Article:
Originally from New Mexico, singer-songwriter Alex Stern developed a passion for music early on. At the age of nine, she begged her parents to let her take voice lessons and started performing in community theater and on every stage she could find. After attending Grammy Camp Nashville, Stern moved to Tennessee to devote herself to songwriting and her artistry. On June 9th, Stern will release her EP, Midnight Bandits, which contains her currently released single, "Runaways."
Written by Stern and Danielle Blakey, "Runaways" is a mid-tempo love song that finds her simply wanting that all-important time with her significant other; free from the trappings that affect us all, making it difficult to put relationships front and center. In the lyrics, Stern encourages her paramour to follow their heart so they can just be together, and by the end of the song, you get the sense he obliged. Led by Stern's strong vocals, "Runaways" has an easy to fall into groove to which you'll find yourself immediately humming along. It's a contemporary country song that should be able to find a space on terrestrial radio without any difficulty at all.
"Breathe in, rush in
I can hear your heartbeat
I can hear your heartbeat
So what if we wanna be runaways
I wanna lose myself when you say my name
No we don't slow down
Lovers on the run can't catch us now."
Lonestar’s tenth and brand new album, Never Enders, comes bolting out of the gate with the blazing title track and continues to run on the familiar themes the veteran band is known for.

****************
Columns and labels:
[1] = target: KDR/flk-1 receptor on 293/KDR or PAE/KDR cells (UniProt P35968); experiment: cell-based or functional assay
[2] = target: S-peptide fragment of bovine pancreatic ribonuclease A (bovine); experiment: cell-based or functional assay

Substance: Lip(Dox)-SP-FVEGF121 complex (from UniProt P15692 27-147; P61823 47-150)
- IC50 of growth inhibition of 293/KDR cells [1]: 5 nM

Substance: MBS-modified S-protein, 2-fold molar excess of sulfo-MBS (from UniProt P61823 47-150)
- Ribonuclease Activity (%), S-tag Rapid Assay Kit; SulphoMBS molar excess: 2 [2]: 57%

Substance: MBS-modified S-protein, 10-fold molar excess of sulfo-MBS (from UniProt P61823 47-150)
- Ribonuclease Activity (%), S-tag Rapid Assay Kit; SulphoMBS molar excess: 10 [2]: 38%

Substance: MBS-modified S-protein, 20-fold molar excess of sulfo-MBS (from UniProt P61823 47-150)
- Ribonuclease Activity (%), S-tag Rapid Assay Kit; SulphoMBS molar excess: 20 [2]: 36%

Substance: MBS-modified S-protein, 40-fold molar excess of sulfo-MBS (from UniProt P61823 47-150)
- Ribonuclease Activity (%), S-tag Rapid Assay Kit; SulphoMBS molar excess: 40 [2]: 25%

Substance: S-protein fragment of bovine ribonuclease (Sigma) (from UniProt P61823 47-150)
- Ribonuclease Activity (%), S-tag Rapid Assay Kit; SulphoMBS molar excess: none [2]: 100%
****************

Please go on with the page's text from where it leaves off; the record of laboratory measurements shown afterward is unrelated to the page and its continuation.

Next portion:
Lonestar has been through a few personnel changes over the years, but their core remains strong with four original members. Michael Britt on lead guitar and backing vocals, Richie McDonald on lead vocals and piano, Keech Rainwater on drums, and Dean Sams on keyboards, acoustic guitar, and backing vocals.
"Never Enders" sounds like a new anthem for the band, it’s about soldiering on despite circumstances and is the perfect way to kick off the album. Meanwhile, “I Know It Was You” moves into familiar Lonestar ballad territory and is one of the best songs on the album.
A favorite song in this collection is “My Own Hometown,” which finds the singer reminiscing but being “...a stranger in my hometown…” The singer goes back to where he grew up but nothing is the same and “...even the memories don’t seem the same…” Despite the uptempo beat, there’s a sadness in the delivery, which makes the tune even more poignant.
“I’ve Been Wrong Before” is a passionate ballad about a man who doesn’t want to be in a relationship, and is fighting falling in love. McDonald’s voice has never sounded better, more rich and mature than ever; taking these songs to new heights.
“I Want A Love” sounds like perhaps the prequel to the band’s first hit “No News,” it has the same funky beat. Meanwhile “Us” soars as an uptempo breakup song. “Boomerang” closes the album with a bang, about a woman breaking men’s hearts all over town.
Never Enders is a great album for longtime Lonestar fans and will certainly delight new ones, sounding as fresh as ever yet retaining their classic sound, thanks to their tight harmonies and thought provoking lyrics. The album is available now.
Review by Kelli. Find her on Twitter
Based out of Toronto, singer-songwriter and multi-instrumentalist Timothy Ryan recently released his latest EP, Dog Days, a three-song set that focuses on failed relationships. The opening track "Same Ol Blues" deals with the sadness that accompanies the end of an affair, but is countered with a toe-tapping, upbeat melody. Laced with harmonica and pedal steel, "Love Ain't Enough" is permeated by a melancholy feel as he wonders what he will do without her. The EP concludes with the scaled back "Night Drives" on which he solemnly laments, "....how I worked so hard for a woman that never loved me from the start." Clocking in at under ten minutes, Dog Days provides a brief introduction to this singer-songwriter who understands heartbreak. Give it a listen.